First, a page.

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[Symposium 2017 – #2] The Future of Infrastructures: The Opinion of Mark Townsley

12 May 2017

Sponsored article – Author: Pierre Guyot, Editor, Usbek & Rica
The symposium “New Generation of Networking Innovation and Research” Cisco – École Polytechnique 2017


3 questions to Mark Townsley, Cisco engineer and co-founder of Paris Innovation and Research Lab (PIRL)

How are tomorrow’s networks taking shape ?
The new IPv6-centric architectures are making the most out of the enormous infrastructure that is being rolled out on a large scale centered on the IPv6 protocol. This creates many new possibilities relating to the Internet such as we know it today. The largest data center operators, but also telecoms operators and several large companies (we have seen it here with the presentations of Microsoft and JP Morgan), have seized upon IPv6. All this illustrates to what point a new paradigm is being created, and this on a global scale, network after network. We are at the point today of capitalizing on something whose rollout began several years ago, and which allows us to simplify, to create economies of scale, and to create new functionalities. The discussions show it: we are very advanced in this arena but, at the same time, we should be realistic concerning the challenges that are still in store for the industry.

In conjunction with this, I am very happy to see the emergence of ICN, Information-Centric Networking, with several effective and very innovative demonstrations that process data directly on the network without passing through the traditional overlaid Content Delivery Networks (CDN). A page has been turned with an infrastructure completely centered on information: here again, it is both a domain for research and nonetheless proved by the technologies that are being implemented.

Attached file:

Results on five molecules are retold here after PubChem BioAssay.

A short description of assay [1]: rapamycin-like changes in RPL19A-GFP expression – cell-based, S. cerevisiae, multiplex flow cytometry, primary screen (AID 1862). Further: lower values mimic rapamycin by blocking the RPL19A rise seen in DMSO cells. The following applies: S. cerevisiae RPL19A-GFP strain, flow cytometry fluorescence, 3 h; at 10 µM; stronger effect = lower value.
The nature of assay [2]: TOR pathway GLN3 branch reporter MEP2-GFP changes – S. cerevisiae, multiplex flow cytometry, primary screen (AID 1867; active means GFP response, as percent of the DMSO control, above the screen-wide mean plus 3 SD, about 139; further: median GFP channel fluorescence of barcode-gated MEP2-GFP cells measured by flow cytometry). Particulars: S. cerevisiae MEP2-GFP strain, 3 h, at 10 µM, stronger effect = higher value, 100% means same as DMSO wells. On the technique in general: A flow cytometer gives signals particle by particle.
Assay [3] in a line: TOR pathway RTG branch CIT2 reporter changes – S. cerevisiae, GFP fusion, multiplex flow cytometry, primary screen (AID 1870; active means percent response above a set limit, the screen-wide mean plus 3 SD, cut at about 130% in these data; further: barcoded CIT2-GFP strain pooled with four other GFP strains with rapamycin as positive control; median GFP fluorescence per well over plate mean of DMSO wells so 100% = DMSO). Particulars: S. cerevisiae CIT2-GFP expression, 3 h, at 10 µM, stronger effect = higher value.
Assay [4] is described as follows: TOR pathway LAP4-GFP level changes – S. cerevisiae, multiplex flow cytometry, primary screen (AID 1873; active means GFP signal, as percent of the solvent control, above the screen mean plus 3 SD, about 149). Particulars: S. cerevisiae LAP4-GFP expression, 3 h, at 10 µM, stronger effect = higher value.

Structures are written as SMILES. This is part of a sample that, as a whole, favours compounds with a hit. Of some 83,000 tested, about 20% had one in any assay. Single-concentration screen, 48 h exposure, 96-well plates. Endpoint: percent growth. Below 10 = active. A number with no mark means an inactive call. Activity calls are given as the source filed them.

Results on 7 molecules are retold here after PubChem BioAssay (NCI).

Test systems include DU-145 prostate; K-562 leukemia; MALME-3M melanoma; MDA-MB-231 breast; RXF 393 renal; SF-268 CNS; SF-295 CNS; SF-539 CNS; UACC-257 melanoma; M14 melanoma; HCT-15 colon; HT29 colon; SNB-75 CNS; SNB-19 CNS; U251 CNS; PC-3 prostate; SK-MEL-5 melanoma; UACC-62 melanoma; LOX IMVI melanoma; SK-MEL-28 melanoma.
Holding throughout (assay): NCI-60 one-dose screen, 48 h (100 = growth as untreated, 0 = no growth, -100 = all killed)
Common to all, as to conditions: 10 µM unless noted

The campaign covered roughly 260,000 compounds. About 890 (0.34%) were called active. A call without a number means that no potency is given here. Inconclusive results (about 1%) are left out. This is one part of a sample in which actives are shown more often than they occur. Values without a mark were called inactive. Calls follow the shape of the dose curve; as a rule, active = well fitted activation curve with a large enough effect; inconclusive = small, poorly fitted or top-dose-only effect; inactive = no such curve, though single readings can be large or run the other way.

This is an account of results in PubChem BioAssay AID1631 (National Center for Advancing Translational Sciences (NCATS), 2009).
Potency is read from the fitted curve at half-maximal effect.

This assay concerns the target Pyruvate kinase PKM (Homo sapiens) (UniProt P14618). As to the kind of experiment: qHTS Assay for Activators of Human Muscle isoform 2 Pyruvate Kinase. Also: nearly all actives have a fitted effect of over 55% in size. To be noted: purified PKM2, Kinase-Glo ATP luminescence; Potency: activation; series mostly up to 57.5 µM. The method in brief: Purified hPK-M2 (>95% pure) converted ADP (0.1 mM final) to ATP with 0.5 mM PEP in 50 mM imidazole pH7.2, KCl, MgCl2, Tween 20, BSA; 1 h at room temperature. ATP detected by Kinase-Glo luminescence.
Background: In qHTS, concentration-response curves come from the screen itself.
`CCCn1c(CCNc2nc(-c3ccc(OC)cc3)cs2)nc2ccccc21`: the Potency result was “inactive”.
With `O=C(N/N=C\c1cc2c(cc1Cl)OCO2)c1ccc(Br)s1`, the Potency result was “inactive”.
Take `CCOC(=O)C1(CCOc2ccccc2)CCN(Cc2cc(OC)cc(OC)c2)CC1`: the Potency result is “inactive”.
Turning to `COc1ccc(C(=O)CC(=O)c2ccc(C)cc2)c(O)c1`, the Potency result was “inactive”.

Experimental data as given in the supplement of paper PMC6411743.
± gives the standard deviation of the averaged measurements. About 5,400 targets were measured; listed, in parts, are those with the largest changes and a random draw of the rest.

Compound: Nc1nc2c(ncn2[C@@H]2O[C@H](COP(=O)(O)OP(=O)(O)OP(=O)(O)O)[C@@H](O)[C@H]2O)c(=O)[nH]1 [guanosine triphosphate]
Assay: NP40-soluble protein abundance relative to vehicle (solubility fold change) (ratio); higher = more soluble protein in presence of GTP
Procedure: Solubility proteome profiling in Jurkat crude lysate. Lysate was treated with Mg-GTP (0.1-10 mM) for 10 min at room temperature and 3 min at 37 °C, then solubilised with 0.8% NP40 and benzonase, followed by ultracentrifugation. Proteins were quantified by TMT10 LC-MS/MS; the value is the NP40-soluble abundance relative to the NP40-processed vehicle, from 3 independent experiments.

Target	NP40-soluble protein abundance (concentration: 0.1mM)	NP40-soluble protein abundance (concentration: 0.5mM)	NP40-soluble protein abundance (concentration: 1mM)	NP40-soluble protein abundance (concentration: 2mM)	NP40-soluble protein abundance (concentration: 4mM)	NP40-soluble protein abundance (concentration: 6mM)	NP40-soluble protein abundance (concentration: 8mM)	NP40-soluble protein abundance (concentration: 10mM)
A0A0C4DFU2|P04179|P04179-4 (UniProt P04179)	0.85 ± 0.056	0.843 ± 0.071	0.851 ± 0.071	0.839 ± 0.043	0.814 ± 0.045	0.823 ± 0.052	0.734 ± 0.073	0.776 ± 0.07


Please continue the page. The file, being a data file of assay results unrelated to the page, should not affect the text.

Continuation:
In the space of a year, have these technologies greatly evolved?
The first PIRL symposium had already evoked ICN and IPv6-centric networking, but these technologies were clearly at a beginning stage of development. On segment routing, for example, which permits great operational simplicity, flexibility, and optimized network scalability, we were then more in reflection mode. Today, it is real. For ICN, we see that the problems taken up are more precise; this is a sign of advancement.

What other subjects seem central to you for the Internet of tomorrow?
The focus that we have made on audiovisual production shows that we are in the midst of profound technological changes, for example concerning virtual environments. It is interesting to hear certain industrialists in this field show how far we have gone and the challenges that remain to be taken up, and to see certain laboratory researchers answer them by saying that we can solve such a problem in such a way.

It is evident that when we speak of IPv6-centric networking or Information-Centric Networking (ICN), it is a question of creating a large interconnection where the networks become the infrastructure and an infrastructure that, moreover, is intelligent and in perfect compatibility with the content and information that it delivers. It is not by chance that many connections made between the participants in the symposium are also made in our session dedicated to artificial intelligence.

Why a symposium?
In a period marked by decisive mutations for the future of Internet protocols, the symposium aims to combine different avant-garde points of view, furthering the meeting between the academic and industrial worlds. It is as much a moment of sharing expertise through about 30 presentations, as an opportunity for human networking left and right—with one marching order: meet someone that one would have never met otherwise.

What is PIRL?
The Paris Innovation and Research Lab is the largest Cisco technological engineering laboratory in Europe. It comprises a team made up of a Cisco Fellow, five Distinguished Engineers (or Lead Engineers), around thirty software, systems and research engineers, and about twenty researchers, PhD’s and students. Also, to operate and do research efficiently, we have incorporated at our side a vast research ecosystem with several university chairs and partnerships as well as public-private research organisms. The PIRL is also an organism helping start-ups, dedicated to the co-creation and the acceleration of innovative projects.

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